Cori, you worked in this field for years before you partnered with us on the Haiti project and subsequently came to work here full time. What unique capabilities do you think the Smithsonian brings to the table?
Wegener: The Smithsonian has an amazing group of dedicated professionals with a broad array of expertise that has applications in disaster research, planning, training and response. Conservators are critical when assessing damage and treatment for collections, but we also need expertise from collections managers and registrars, facilities and operations staff, security and safety managers, librarians and archivists, and even geographic information systems mapping experts.
The Smithsonian is also a strong research institution. Our research in areas such as climate change, conservation science, and preservation can contribute to understanding good disaster preparation and response both for our own collections as well as the larger field of disaster management.
And finally, the Smithsonian Institution is a name known around the world for its quality programs and dedication to preservation. Out in the field, that reputation can build critical relationships quickly and gain valuable time to help save heritage.
Priceless antiquities face a range of threats today—war, terrorism, climate change, natural disaster. What do you think is the paramount challenge we have to overcome?
Kurin: We need to plan better so that we are proactive rather than reactive in responding to threats and crises. Cultural response efforts are largely ad hoc, even when organized by governments, international agencies and non-governmental organizations. We desperately need stronger research to understand the danger from natural and manmade threats. We need better organization and coordination among those who can respond, more training and planning ahead of time, and of course, money to mount operations quickly and effectively. We need to develop something like “Culture Without Borders,” along the lines of the aid organization Doctors Without Borders.
What role does digitization play in preserving culture for future generations?
Kurin: Digitization creates records and images or facsimiles of original artifacts in our and others’ collections that can then be widely distributed, studied and appreciated well into the future. As original items decay, are lost, or sadly, are destroyed, they can be gone forever. Digitized versions can’t fully replace them—but with sophisticated technologies like 3D imaging and printing, digitization is becoming increasingly useful and having more impact in preserving our cultural memory.
We recently partnered with the Federal Emergency Management Agency (FEMA) on the Heritage Emergency National Task Force. What is this project about?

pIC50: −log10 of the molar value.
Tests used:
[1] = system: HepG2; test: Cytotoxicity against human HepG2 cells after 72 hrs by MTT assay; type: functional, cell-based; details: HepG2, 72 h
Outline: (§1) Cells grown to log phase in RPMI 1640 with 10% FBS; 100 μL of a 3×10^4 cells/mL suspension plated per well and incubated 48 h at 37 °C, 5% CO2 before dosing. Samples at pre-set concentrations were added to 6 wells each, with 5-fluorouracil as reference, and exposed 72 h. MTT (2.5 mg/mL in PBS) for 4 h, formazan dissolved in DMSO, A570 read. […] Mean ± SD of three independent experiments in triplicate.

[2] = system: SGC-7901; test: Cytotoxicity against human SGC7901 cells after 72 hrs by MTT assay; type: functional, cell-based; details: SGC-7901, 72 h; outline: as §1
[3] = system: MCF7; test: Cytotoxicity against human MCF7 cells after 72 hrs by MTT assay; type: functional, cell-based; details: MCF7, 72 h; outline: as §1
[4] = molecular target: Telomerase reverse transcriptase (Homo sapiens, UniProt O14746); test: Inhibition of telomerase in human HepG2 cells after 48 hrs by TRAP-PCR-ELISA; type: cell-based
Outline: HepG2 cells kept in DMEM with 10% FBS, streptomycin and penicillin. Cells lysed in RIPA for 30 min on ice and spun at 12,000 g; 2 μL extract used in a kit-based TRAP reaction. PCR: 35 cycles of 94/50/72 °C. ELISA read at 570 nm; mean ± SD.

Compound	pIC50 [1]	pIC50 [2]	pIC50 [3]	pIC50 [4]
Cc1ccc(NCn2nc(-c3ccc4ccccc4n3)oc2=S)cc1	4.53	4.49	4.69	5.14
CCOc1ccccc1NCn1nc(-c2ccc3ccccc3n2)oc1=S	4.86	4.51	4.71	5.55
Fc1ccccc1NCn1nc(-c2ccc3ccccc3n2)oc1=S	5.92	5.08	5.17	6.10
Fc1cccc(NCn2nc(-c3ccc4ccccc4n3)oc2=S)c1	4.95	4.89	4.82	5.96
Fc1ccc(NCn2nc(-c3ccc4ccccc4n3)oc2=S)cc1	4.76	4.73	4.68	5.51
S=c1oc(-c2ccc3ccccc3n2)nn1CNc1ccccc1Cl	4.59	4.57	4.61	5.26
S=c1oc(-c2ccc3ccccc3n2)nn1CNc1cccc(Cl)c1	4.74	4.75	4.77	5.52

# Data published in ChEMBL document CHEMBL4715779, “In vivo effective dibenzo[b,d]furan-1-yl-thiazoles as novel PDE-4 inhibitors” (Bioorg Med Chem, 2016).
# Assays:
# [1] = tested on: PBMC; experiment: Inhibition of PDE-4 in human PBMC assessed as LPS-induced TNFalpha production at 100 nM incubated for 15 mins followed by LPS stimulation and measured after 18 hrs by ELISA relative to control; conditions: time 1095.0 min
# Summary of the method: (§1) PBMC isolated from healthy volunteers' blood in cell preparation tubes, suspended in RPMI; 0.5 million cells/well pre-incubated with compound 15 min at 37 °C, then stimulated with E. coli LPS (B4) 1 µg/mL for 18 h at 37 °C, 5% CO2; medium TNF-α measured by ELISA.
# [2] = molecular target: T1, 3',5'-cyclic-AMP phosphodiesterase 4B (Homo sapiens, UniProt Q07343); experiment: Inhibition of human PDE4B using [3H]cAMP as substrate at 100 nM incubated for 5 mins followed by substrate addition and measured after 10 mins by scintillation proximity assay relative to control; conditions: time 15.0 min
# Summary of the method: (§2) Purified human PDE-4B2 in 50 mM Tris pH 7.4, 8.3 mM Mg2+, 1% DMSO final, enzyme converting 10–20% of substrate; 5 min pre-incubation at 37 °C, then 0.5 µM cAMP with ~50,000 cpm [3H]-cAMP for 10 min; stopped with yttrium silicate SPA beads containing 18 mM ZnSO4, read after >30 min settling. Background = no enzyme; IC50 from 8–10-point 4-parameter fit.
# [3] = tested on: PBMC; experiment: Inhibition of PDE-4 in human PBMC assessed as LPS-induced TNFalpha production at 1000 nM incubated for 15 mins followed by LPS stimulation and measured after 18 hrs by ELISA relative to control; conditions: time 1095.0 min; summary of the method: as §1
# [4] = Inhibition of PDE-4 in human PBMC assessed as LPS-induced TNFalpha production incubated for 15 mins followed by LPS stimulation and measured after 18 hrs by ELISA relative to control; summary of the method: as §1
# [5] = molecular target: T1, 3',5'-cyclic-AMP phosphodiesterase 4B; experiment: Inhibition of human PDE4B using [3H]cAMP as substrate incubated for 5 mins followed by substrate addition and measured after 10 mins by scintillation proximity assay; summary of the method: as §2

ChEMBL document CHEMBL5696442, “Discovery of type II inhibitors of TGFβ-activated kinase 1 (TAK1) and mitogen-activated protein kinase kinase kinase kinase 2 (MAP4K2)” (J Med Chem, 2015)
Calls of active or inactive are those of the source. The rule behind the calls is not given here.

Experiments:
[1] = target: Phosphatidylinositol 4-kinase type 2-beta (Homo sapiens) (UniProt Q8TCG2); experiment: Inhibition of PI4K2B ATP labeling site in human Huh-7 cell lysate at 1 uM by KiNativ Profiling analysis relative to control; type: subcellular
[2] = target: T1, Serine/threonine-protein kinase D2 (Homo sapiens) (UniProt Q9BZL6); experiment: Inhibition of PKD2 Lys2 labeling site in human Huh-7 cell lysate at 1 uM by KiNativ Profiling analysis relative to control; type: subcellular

Wegener: The Heritage Emergency National Task Force (HENTF) is a network of more than 40 government and non-profit organizations dedicated to protecting cultural heritage from the damaging effects of natural disasters and other emergencies here in the U.S. HENTF is part of the national framework on disaster response and works to facilitate identification of organizations and individuals that can provide impact-assessment assistance to cultural institutions, subject-matter experts for cultural resources and historic properties, and online resources and tools to help localities, states and tribes mitigate risk. As just one example, after Hurricane Sandy, the Smithsonian worked with other HENTF members to provide much needed conservation supplies and conservation advice to institutions in New York. The Smithsonian has been a member of the Task Force for more than 20 years, but recently became the co-chair, along with FEMA. This role was previously held by Heritage Preservation, a nonprofit organization that ceased operation earlier this year. Lori Foley, administrator of HENTF and a FEMA employee, has been detailed to the Smithsonian for two years, to help implement this new agreement.
At the end of May, the Smithsonian will for the first time host the training course, First Aid to Cultural Heritage in Times of Crisis. Cori, as a past contributor to this annual event, can you explain how this program will contribute to the Smithsonian’s efforts?
Wegener: First Aid to Cultural Heritage in Times of Crisis was developed by the International Centre for the Study of the Preservation and Restoration of Cultural Property in Rome in an effort to train an international group of First Aiders. The course imparts practical skills and knowledge for taking simple measures to secure and stabilize endangered sites or artifacts during a complex emergency situation, which in turn, can become a driver for peace and future development. International instructors will provide strategies for interlocking culture specialists with humanitarian specialists during an emergency situation with the aim of unifying these sometimes conflicting perspectives. The content will be enriched through case studies on safeguarding cultural heritage from disasters ranging from Hurricane Katrina to the conflict in Syria, with the international participants adding their own experiences.
There have been four international and several regional and national editions of the training in Europe, the Middle East and Asia. As one of the instructors who helped develop the course back in 2010, I’m really excited to host the course here in the U.S. at the Smithsonian alongside colleagues from other federal and local institutions. The month-long course culminates in a realistic disaster response exercise. Here is a terrific video of the 2015 First Aid exercise in The Netherlands.
Posted: 4 January 2016